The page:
8 reasons why you should do NaNoWriMo
It’s that time of year. Lots of people are talking about doing NaNoWriMo. You’ve never done it before, but you’re open to persuasion. Here’s why you should.
- You can tick “Write a novel” off your bucket list. The world is full of “one day” novelists. People who are going to write a novel “one day”. Do NaNoWriMo and you break free of those ranks.
- You’re allowed to do NaNoWriMo and then never touch the novel again. Because it’s an event and it has a finish date. Write a novel any other time and people expect things of you, that you’ll edit it, submit it, publish it. NaNoWriMo only asks you for that month. If you don’t want to do anything beyond that, you just say “I was doing NaNoWriMo, it’s over. End of.”
- If you read novels and think “I could do better than this, if only I had the time.” Now is the time to put your money where your mouth is.
- You learn a lot about time management and discipline. These then apply to any large project you take on. You learn about how to break a project down into smaller tasks and how to make the time to get them done for a deadline. And discipline, oh boy, does it teach you about discipline. The discipline of NaNoWriMo is not “writing 1667 words in a day”. It’s writing those words day after day after day until the job is done.
- Cure your perfectionism. Most people won’t have time to edit their work during NaNoWriMo. The time pressure forces you onward. There is no time for the “I’ll move on to chapter 2 when chapter 1 is perfect (perfection being an illusion in art anyway.) Quantity is the primary goal. Quality is gravy – added afterwards. But there’s got to be something to add it to. You don’t add gravy to an empty plate. But you’ll probably be surprised by how much gravy is there already. Now I want some gravy…
- Nobody else is telling the stories you want to read. There’s only one solution to that.
- You’ll learn what your priorities are. I assume you don’t have a couple of hours spare every day that you are looking to fill. So you’ll have to make time to get this writing done, which means stopping doing some other things. TV, gaming, time-sucking websites, social stuff, housework… whatever won’t get you fired/expelled/evicted/arrested. The real magic happens at the end of the month when you realise how much you didn’t miss some of those things. You were doing them out of habit. You can cut them out permanently and have time to do the things you truly care about.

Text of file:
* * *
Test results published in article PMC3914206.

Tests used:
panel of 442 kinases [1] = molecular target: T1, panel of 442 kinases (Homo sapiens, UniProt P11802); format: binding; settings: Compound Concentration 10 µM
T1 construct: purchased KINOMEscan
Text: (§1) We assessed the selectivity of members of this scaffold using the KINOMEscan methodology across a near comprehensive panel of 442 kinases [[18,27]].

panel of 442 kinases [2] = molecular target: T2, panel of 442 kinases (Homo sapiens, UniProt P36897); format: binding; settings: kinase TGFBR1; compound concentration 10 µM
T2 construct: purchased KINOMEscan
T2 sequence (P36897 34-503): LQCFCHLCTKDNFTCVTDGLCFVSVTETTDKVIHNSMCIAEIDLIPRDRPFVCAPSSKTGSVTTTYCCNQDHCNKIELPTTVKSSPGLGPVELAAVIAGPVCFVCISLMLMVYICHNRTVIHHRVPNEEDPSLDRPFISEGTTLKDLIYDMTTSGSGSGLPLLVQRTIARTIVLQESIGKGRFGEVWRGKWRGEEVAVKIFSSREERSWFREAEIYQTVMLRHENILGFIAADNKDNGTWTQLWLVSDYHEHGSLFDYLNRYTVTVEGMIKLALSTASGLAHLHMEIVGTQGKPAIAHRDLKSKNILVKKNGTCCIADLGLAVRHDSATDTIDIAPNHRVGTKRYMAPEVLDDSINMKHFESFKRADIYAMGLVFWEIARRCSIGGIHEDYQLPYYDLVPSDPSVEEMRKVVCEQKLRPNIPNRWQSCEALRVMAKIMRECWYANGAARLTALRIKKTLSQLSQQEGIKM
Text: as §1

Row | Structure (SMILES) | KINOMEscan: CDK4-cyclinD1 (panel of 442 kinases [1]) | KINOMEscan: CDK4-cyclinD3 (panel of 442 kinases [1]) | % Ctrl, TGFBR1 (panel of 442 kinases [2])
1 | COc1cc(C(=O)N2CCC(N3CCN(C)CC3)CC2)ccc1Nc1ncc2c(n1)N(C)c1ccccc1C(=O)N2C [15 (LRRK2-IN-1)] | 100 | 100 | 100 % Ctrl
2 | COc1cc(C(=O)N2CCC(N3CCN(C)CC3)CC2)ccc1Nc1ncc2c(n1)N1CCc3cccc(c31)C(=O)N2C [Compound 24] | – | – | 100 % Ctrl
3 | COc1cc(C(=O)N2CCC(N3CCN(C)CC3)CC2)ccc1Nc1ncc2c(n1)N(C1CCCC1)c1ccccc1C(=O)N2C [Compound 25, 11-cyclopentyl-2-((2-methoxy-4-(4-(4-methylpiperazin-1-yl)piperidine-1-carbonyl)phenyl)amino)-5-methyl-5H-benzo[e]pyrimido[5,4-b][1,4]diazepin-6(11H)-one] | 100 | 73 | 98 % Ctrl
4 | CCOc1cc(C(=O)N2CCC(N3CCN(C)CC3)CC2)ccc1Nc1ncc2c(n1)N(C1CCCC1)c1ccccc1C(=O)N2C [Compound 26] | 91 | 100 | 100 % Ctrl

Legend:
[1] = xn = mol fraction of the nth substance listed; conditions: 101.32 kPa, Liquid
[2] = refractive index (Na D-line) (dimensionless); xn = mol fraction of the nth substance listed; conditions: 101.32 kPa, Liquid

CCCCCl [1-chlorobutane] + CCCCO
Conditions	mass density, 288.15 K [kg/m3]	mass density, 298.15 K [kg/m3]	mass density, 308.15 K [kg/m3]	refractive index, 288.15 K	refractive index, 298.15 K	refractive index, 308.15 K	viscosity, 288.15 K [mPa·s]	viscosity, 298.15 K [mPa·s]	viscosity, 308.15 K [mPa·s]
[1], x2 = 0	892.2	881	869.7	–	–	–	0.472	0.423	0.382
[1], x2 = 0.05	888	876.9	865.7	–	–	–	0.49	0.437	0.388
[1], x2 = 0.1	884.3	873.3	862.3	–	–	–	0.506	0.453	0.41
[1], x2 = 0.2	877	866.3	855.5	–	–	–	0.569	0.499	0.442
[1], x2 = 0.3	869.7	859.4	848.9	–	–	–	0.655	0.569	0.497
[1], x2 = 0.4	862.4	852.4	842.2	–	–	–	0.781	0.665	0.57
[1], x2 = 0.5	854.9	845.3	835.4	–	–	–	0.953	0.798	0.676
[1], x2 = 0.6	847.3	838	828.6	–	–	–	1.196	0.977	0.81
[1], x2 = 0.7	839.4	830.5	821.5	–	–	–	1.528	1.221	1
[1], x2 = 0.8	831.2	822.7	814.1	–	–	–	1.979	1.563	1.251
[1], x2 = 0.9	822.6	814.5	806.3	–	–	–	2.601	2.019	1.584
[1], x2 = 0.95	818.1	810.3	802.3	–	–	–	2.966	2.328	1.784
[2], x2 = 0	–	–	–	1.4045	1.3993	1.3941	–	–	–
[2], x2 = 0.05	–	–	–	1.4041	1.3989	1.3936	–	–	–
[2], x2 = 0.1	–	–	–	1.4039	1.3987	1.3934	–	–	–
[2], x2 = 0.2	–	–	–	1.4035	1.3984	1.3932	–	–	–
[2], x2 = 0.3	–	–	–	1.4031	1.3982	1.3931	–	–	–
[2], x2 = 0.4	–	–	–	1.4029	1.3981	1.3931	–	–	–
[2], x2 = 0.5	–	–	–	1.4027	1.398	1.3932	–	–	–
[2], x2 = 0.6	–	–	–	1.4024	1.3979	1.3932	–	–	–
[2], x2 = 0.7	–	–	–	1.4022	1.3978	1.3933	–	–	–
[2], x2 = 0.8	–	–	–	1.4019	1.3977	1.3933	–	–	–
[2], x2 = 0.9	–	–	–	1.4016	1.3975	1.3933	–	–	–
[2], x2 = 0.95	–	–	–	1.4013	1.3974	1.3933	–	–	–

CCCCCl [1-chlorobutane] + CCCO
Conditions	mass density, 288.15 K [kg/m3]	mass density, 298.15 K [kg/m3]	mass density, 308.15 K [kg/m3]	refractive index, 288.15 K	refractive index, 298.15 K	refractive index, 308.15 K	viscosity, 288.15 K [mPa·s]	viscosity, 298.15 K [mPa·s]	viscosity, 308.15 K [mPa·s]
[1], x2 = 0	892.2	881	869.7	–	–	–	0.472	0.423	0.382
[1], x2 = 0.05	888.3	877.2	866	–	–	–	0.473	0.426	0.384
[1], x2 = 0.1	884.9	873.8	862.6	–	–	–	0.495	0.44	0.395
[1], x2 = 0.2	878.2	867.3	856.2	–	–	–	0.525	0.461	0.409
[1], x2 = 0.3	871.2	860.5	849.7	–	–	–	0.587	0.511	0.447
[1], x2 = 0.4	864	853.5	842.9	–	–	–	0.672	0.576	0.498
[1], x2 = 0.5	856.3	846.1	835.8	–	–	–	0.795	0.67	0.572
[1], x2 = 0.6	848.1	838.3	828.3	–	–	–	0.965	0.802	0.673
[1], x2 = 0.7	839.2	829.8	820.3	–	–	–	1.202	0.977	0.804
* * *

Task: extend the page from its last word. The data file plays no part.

- It’s just fun. There are no bad consequences to trying it. You might fail to get 50,000. So what? Your draft might be rubbish. Big deal. Will you be arrested? Do it because it’s fun. It’s friendly competition. There’s an energy about the event, a focus on stories and writing and the thrill of telling a long story maybe for the first time.
This is my 8th NaNoWriMo. I still do it mostly for reason 7 above. It’s like a fresh start every year to cut out time-wasting and bad habits and refocus on writing. And reason 8. It’s very definitely fun. Okay, 2009’s was not much fun. I got very stabby. But I made it to the 50k. And the last three NaNoWriMo novels I wrote all sold – after plenty of editing. But that’s another post...
If you’re registered on the NaNoWriMo site you can add me as a Writing Buddy: http://nanowrimo.org/participants/becky-black
I’ve blogged about NaNoWriMo before. Check out these posts on my blog.
Why NaNoWriMo is not about writing: http://beckyblack.wordpress.com/2012/11/24/why-nanowrimo-is-not-about-writing/
Why am I doing my 7th NaNoWriMo: http://beckyblack.wordpress.com/2012/10/21/why-am-i-doing-my-7th-nanowrimo/
How NaNoWriMo helped me get where I am today: http://beckyblack.wordpress.com/2011/10/09/how-nanowrimo-helped-me-get-where-i-am-today/